Drilling executive calls for a new course of action to achieve success

Nabors executive Subodh Saxena challenged leaders to think more like Generation Z at OTC2023. Photo courtesy of nabors.com

Gone are the days of people, process, and technology. Welcome to purpose, partnering, and governance.

In the early morning hours of the third day of OTC2023, Subodh Saxena, senior vice president at Nabors Industries, succinctly summarized both the challenges and opportunities faced by an industry in the middle of an identity crisis.

The upstream energy industry focused the better part of the last two decades on physical safety, division and clarity of responsibilities, and technology adoption and adaptation. Rightfully so, given the Macondo incident of 2010, the Enron collapse in 2002, and the general wildfire growth of technology in the workplace over the same time frame.

But as leadership that came of age during these tragedies takes the reigns, a new set of challenges arises. Consistent lack of positive financial returns, a shrinking talent pool, and of course, the climate crisis, combine to form the perfect storm for an industry just trying to manage the rising and falling tides of unstable commodity pricing.

To avoid completely capsizing during this squall in which the industry finds itself, Saxena describes three opportunities for improvement.

  • Attracting new talent by creating psychological safety in our workplaces and improving the perception of technology adaptation in the industry
  • Embracing a collaborative approach to building new solutions to limit the amount of siloed rework that currently stymies rapid advancement
  • Improved financial discipline with greater honesty about ROI for the entire supply chain

“We have a mindset in the industry, that we have to build everything ourselves," Saxena laments. "We have to learn to partner because [if] every company invests in new technology to create transition, whether that's hydrogen or any other source of green energy, that return on invested capital is going to become negative. We need to learn to collaborate to ensure that we are all going to be successful.”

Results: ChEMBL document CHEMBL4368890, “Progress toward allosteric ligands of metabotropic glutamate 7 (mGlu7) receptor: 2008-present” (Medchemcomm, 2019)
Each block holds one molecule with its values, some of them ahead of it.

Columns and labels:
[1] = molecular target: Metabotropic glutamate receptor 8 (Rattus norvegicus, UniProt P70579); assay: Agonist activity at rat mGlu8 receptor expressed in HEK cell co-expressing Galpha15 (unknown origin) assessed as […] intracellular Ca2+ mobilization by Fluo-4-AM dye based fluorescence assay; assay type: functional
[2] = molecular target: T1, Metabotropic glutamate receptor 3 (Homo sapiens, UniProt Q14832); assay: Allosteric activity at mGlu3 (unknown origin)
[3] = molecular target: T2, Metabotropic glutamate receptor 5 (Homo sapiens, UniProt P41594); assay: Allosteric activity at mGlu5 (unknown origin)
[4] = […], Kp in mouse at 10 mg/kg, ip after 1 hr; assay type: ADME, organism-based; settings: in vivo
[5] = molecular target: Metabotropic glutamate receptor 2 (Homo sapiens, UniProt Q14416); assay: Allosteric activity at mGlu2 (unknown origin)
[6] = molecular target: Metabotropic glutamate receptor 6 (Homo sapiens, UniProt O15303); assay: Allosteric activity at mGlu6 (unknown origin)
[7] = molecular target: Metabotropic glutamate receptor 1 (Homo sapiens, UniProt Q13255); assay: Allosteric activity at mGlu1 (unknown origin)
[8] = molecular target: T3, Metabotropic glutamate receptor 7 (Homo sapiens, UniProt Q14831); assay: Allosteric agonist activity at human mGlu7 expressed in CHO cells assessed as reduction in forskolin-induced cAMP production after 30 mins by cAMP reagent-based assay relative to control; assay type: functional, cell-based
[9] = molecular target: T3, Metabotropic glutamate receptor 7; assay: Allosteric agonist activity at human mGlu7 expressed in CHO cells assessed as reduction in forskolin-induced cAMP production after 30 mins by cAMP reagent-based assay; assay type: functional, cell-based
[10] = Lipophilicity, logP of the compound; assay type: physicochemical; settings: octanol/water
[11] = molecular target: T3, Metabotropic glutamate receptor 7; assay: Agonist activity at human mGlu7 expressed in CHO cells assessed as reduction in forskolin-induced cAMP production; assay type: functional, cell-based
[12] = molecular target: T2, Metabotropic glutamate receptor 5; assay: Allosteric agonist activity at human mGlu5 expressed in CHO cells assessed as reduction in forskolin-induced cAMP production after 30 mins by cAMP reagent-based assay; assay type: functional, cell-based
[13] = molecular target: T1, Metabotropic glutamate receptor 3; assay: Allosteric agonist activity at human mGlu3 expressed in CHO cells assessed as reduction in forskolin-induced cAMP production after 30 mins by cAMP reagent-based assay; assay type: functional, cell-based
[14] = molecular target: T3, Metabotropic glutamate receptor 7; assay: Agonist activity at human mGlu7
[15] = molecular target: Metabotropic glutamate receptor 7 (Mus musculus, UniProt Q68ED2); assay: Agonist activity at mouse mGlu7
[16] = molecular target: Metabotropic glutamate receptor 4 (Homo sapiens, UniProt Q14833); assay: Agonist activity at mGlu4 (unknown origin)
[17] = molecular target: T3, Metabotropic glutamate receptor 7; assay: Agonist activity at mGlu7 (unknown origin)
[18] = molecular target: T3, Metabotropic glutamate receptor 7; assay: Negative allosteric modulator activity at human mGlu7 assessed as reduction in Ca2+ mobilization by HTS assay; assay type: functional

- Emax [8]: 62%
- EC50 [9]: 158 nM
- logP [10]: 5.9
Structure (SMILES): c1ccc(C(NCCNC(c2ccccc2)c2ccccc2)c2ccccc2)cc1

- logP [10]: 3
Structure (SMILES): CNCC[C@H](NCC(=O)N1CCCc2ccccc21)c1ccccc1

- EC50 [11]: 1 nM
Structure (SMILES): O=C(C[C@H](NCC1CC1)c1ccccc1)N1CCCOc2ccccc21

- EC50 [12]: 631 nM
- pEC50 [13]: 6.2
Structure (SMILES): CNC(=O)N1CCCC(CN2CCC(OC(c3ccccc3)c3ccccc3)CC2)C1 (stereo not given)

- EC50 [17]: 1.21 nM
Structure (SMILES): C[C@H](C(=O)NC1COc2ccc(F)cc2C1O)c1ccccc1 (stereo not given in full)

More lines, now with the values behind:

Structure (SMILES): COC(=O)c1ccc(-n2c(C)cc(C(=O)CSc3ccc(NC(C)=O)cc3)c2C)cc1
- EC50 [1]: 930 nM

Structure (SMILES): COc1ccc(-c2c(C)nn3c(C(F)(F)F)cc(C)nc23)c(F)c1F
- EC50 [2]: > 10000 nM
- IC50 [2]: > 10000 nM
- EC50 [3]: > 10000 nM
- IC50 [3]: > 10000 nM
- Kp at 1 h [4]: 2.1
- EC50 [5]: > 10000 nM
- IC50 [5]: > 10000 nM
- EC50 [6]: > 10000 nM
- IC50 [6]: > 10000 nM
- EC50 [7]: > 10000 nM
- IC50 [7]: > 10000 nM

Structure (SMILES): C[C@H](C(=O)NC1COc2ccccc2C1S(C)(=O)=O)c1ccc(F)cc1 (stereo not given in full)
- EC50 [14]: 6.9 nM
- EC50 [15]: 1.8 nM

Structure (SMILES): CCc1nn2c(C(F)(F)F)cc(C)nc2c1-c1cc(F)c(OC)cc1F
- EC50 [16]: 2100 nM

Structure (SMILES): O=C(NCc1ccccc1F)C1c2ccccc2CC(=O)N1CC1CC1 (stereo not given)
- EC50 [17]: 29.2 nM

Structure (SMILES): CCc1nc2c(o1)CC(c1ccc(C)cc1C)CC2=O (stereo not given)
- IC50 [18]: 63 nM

The requests made by Saxena represent a growing movement within the incumbent industry to think not of the energy transition as a shift from one energy source to another but as a transition in mindset. Collaboration is the name of the game now, as are mindfulness, responsibility, and above all else, sustainability.

Revisiting purpose, partnering, and governance to identify room for improvement will ultimately determine whether organizations will sink or sail.

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A View From HETI

A View From UH

A Rice University professor studied the Earth's carbon cycle in the Rio Madre de Dios to shed light on current climate conditions. Photo courtesy of Mark Torres/Rice University

Carbon cycles through Earth, its inhabitants, and its atmosphere on a regular basis, but not much research has been done on that process and qualifying it — until now.

In a recent study of a river system extending from the Peruvian Andes to the Amazon floodplains, Rice University’s Mark Torres and collaborators from five institutions proved that that high rates of carbon breakdown persist from mountaintop to floodplain.

“The purpose of this research was to quantify the rate at which Earth naturally releases carbon dioxide into the atmosphere and find out whether this process varies across different geographic locations,” Torres says in a news release.

Torres published his findings in a study published in PNAS, explaining how they used rhenium — a silvery-gray, heavy transition metal — as a proxy for carbon. The research into the Earth’s natural, pre-anthropogenic carbon cycle stands to benefit humanity by providing valuable insight to current climate challenges.

“This research used a newly-developed technique pioneered by Robert Hilton and Mathieu Dellinger that relies on a trace element — rhenium — that’s incorporated in fossil organic matter,” Torres says. “As plankton die and sink to the bottom of the ocean, that dead carbon becomes chemically reactive in a way that adds rhenium to it.”

The research was done in the Rio Madre de Dios basin and supported by funding from a European Research Council Starting Grant, the European Union COFUND/Durham Junior Research Fellowship, and the National Science Foundation.

“I’m very excited about this tool,” Torres said. “Rice students have deployed this same method in our lab here, so now we can make this kind of measurement and apply it at other sites. In fact, as part of current research funded by the National Science Foundation, we are applying this technique in Southern California to learn how tectonics and climate influence the breakdown of fossil carbon.”

Torres also received a three-year grant from the Department of Energy to study soil for carbon storage earlier this year.

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